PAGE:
One of the most irritating things about working in professional services and dealing with clients is the coordination of documentation transfer. Some friends of mine have recently started a business called Sqrl where they are trying to make this process seamless, as it can be a mess. If you’re looking for an “old school” way to do it, try this Excel tracker I created. It has a calculation of the % of items received, pending, and requested. Most clients have a love/hate relationship with the moving percentage, but they appreciate that you’re prepared.
Depending upon the job, I tried to send an updated status of the “outstanding items” every single day. To make sure I got everything, I had all items sent to me and then I would distribute them to the team members.
While this seems like it takes extra time, don’t fool yourself. If you’re working with other team members, especially if they’re more junior than you, they may not know what the document is. But when you send it to them and let them know it’s related to “X” area, they’re going to get started.
If you're not loving the Excel tracker I linked above, no worries! Ryan Watson came on the podcast and shared Sqrl with us. It's currently a free tool that allows you to white-label requests to clients and reduce the time spent transferring files and following up on requests. Check it out today at GetSqrl.com.
To check out the podcast with Ryan, here it is:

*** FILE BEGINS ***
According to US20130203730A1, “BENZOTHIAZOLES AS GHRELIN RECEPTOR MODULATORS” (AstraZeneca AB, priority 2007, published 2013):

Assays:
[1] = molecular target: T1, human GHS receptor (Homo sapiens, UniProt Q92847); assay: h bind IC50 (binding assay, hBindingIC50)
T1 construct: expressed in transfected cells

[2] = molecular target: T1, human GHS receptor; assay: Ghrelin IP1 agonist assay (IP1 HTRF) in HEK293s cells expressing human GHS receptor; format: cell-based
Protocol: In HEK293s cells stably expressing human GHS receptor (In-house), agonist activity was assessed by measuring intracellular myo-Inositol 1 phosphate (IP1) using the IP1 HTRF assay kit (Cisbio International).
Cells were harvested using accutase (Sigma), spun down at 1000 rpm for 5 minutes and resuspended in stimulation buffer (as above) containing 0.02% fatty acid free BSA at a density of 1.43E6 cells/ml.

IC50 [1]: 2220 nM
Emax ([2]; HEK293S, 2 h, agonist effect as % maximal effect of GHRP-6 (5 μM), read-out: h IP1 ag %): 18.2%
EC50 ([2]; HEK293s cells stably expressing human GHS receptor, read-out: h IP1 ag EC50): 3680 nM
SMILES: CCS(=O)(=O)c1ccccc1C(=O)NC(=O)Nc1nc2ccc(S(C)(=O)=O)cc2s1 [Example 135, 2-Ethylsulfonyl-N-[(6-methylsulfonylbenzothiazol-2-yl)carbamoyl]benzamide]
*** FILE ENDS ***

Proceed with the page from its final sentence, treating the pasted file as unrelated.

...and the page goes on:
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Always invite them to lunch
I know it can be awkward sometimes, but there really is so much to talk about. Here are some basic questions I always default to to pass the time:
- How long have you worked here?
- Where did you go to university?
- Do you have any children?
- What does your wife/husband do?
- Do you travel to other parts of the country?
- How was your weekend?
- Where did you work before this?
- How many living grandparents do you have? (kidding: unless somehow in contest or there has been a moment of silence for 25+ minutes. If you used this, email me and let me know what happened!)
Then, if they aren’t a complete snoozefest, you’ll go through the same questions about yourself and everyone else at the table. The key is to be genuine and think of the long-term. You may work with the client for 3, 5, or 10 years. Don't you want them to be happy and respect you? Put the time in upfront to show you care.
Never accuse them, just ask
Once I had a client who had multiple employees in the payroll system who were receiving paychecks at her home address. After a fairly thorough investigation, we came up with a complete understanding and there was no foul play at all.
There are people who literally tell the client, “this is fraud” without getting all the facts. It’s always best to play dumb and give clients the benefit of the doubt. After all, they are probably much smarter than you and they definitely know more about the business than you do. It’s their job.
Accusing them of an error or fraudulent activity will most likely just end with you being completely schooled on something you don’t understand. Never accuse, just ask.
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